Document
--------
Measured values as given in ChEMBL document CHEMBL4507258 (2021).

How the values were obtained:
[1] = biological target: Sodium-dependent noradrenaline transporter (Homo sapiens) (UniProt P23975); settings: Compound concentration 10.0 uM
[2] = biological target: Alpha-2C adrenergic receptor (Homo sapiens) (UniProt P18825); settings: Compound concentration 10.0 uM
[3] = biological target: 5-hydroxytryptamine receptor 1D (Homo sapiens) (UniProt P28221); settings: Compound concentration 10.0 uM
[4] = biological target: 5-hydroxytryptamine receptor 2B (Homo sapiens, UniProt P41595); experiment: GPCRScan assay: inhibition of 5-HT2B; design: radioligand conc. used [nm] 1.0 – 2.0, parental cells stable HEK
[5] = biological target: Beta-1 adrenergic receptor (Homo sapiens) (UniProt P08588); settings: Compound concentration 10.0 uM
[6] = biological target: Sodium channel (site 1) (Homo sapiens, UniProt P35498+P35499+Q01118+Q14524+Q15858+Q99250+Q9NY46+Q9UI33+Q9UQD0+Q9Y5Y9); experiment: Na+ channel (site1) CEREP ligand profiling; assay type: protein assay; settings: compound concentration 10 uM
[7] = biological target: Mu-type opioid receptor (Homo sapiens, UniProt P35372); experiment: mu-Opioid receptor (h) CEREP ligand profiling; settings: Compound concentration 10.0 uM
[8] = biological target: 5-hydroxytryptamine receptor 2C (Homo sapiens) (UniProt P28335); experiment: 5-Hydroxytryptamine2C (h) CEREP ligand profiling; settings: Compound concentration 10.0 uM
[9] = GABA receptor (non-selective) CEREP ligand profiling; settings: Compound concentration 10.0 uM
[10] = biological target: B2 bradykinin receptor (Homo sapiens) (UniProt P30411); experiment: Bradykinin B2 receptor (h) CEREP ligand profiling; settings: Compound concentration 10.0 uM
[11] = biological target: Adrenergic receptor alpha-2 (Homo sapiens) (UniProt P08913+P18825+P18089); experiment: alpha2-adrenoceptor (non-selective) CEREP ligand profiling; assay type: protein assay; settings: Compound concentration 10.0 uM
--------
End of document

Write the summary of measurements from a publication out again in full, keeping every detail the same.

Measured values as given in ChEMBL document CHEMBL4507258 (2021).

How the values were obtained:
[1] = biological target: Sodium-dependent noradrenaline transporter (Homo sapiens) (UniProt P23975); settings: Compound concentration 10.0 uM
[2] = biological target: Alpha-2C adrenergic receptor (Homo sapiens) (UniProt P18825); settings: Compound concentration 10.0 uM
[3] = biological target: 5-hydroxytryptamine receptor 1D (Homo sapiens) (UniProt P28221); settings: Compound concentration 10.0 uM
[4] = biological target: 5-hydroxytryptamine receptor 2B (Homo sapiens, UniProt P41595); experiment: GPCRScan assay: inhibition of 5-HT2B; design: radioligand conc. used [nm] 1.0 – 2.0, parental cells stable HEK
[5] = biological target: Beta-1 adrenergic receptor (Homo sapiens) (UniProt P08588); settings: Compound concentration 10.0 uM
[6] = biological target: Sodium channel (site 1) (Homo sapiens, UniProt P35498+P35499+Q01118+Q14524+Q15858+Q99250+Q9NY46+Q9UI33+Q9UQD0+Q9Y5Y9); experiment: Na+ channel (site1) CEREP ligand profiling; assay type: protein assay; settings: compound concentration 10 uM
[7] = biological target: Mu-type opioid receptor (Homo sapiens, UniProt P35372); experiment: mu-Opioid receptor (h) CEREP ligand profiling; settings: Compound concentration 10.0 uM
[8] = biological target: 5-hydroxytryptamine receptor 2C (Homo sapiens) (UniProt P28335); experiment: 5-Hydroxytryptamine2C (h) CEREP ligand profiling; settings: Compound concentration 10.0 uM
[9] = GABA receptor (non-selective) CEREP ligand profiling; settings: Compound concentration 10.0 uM
[10] = biological target: B2 bradykinin receptor (Homo sapiens) (UniProt P30411); experiment: Bradykinin B2 receptor (h) CEREP ligand profiling; settings: Compound concentration 10.0 uM
[11] = biological target: Adrenergic receptor alpha-2 (Homo sapiens) (UniProt P08913+P18825+P18089); experiment: alpha2-adrenoceptor (non-selective) CEREP ligand profiling; assay type: protein assay; settings: Compound concentration 10.0 uM